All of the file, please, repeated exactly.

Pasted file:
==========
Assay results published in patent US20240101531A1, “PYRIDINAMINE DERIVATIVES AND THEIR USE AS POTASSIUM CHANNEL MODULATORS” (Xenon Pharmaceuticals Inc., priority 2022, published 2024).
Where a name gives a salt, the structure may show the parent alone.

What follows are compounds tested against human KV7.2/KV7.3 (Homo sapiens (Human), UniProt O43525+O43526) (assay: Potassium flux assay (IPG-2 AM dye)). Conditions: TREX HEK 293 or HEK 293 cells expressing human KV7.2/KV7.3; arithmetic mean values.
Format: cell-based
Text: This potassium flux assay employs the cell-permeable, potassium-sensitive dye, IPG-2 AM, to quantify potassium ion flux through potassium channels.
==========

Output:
Assay results published in patent US20240101531A1, “PYRIDINAMINE DERIVATIVES AND THEIR USE AS POTASSIUM CHANNEL MODULATORS” (Xenon Pharmaceuticals Inc., priority 2022, published 2024).
Where a name gives a salt, the structure may show the parent alone.

What follows are compounds tested against human KV7.2/KV7.3 (Homo sapiens (Human), UniProt O43525+O43526) (assay: Potassium flux assay (IPG-2 AM dye)). Conditions: TREX HEK 293 or HEK 293 cells expressing human KV7.2/KV7.3; arithmetic mean values.
Format: cell-based
Text: This potassium flux assay employs the cell-permeable, potassium-sensitive dye, IPG-2 AM, to quantify potassium ion flux through potassium channels.